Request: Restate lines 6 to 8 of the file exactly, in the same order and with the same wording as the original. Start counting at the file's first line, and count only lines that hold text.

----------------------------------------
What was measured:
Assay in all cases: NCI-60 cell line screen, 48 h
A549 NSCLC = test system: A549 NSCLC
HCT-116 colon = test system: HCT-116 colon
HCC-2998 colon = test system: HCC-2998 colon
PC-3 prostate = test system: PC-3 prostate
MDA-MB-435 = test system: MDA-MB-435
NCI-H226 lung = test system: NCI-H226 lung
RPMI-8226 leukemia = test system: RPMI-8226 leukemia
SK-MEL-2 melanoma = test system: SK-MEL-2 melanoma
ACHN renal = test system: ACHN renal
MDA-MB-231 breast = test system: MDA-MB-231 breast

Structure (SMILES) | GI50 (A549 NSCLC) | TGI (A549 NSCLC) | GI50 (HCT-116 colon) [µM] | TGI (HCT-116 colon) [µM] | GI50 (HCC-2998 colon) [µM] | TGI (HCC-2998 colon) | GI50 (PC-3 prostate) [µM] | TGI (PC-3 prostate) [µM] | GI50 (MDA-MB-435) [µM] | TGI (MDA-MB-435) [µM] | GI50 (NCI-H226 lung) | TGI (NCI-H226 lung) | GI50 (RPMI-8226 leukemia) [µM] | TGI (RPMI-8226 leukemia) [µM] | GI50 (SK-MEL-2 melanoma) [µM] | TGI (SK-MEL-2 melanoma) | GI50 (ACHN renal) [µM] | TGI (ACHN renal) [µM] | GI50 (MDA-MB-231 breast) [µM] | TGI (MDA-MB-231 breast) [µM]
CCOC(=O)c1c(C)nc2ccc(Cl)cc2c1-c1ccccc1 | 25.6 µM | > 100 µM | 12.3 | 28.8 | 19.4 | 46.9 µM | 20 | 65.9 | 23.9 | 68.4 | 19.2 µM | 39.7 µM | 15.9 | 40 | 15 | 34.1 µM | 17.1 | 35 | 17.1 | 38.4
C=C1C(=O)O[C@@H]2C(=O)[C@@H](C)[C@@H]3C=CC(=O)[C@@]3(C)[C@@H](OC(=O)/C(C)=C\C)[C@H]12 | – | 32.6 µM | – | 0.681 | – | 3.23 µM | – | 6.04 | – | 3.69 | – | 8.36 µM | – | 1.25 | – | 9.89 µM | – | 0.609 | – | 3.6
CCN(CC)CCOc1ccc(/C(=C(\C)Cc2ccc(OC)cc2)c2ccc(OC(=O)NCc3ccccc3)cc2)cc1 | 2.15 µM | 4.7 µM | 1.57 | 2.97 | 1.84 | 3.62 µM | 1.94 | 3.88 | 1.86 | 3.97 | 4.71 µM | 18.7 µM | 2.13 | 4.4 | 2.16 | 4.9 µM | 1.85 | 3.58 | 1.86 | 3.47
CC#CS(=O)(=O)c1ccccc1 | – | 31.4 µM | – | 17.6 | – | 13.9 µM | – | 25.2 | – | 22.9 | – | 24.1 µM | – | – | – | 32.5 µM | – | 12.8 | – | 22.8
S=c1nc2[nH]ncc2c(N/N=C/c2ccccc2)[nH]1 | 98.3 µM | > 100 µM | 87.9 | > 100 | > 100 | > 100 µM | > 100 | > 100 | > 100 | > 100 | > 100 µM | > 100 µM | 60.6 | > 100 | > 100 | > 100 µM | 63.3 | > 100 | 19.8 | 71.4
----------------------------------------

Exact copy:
PC-3 prostate = test system: PC-3 prostate
MDA-MB-435 = test system: MDA-MB-435
NCI-H226 lung = test system: NCI-H226 lung